9. Selected Findings (1) Growth of the Maine DVR waiting list in FFY 2003 – 2004 was of great concern to the agency. Efforts to reduce the list began to have an impact in FFY 2005. But a bottleneck developed in the VR process in the steps immediately following removal from the waiting list, particularly in Individualized Plan for Employment (IPE) development. (See next three slides)

  10. Selected Findings (2) Overall, Maine DVR rehabilitation rate dropped slightly from FFY 2003 – 2005, but decrease was greatest among people who are deaf or hard of hearing.

  11. Selected Findings (3) Maine DVR expends significant resources on postsecondary education, and is very successful at improving education levels among program participants.

  12. Recommendations • Increase recruitment, retention and availability of counselors. (Turnover impacts caseloads, time in IPE development, rehabilitation rates, etc.) • Identify and implement innovative methods to meet increasing demands for youth transition services • Implementing new strategies to increase the number of successful employment outcomes • Evaluate post-secondary services from a cost-benefit perspective

  13. Maine MIG Vastly improved understanding of VR services and operations Access to a valuable source of data, and to important information about the strengths, limitations, and appropriate uses of the data Maine DVR MIG offers a resource, focus and expertise in data analysis Caution is needed in interpreting data MIG access to external data helped significantly with "comprehensive“ picture Lessons Learned and Benefits from the Collaboration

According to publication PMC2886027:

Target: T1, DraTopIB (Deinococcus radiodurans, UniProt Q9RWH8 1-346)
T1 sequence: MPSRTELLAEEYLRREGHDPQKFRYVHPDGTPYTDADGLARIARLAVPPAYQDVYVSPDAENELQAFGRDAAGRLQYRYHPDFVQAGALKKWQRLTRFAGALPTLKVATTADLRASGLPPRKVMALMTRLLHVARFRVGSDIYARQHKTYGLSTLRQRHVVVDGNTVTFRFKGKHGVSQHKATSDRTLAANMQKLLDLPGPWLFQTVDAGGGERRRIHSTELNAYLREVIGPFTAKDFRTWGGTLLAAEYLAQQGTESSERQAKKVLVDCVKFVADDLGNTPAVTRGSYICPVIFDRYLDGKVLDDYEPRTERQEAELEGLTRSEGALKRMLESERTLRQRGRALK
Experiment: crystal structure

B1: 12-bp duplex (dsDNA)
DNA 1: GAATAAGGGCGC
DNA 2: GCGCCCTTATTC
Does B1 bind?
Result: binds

14. What Other Ways to Collaborate on R&E Issues? • Most VR agencies measure job outcomes when the case is closed. MIGs can help VR link with Department of Labor Unemployment Insurance (UI) wage data to look at VR outcomes longitudinally. • Comparisons with other VR agencies regionally and nationally can help a state understand its program.

  15. Other R&E Issues (cont.) • VR is a primary user of and referral source to benefits counseling and Medicaid Buy-In programs. Linking data between these programs can help a state understand their effectiveness, and can help the VR agency identify consumers who should be utilizing services. • The VR database contains information on primary and secondary disabilities, which can be of great interest to a Medicaid agency that is trying to understand who their programs serve. • VR agencies often have limited resources to analyze their outcomes, conduct assessments on how their meeting needs and market their program.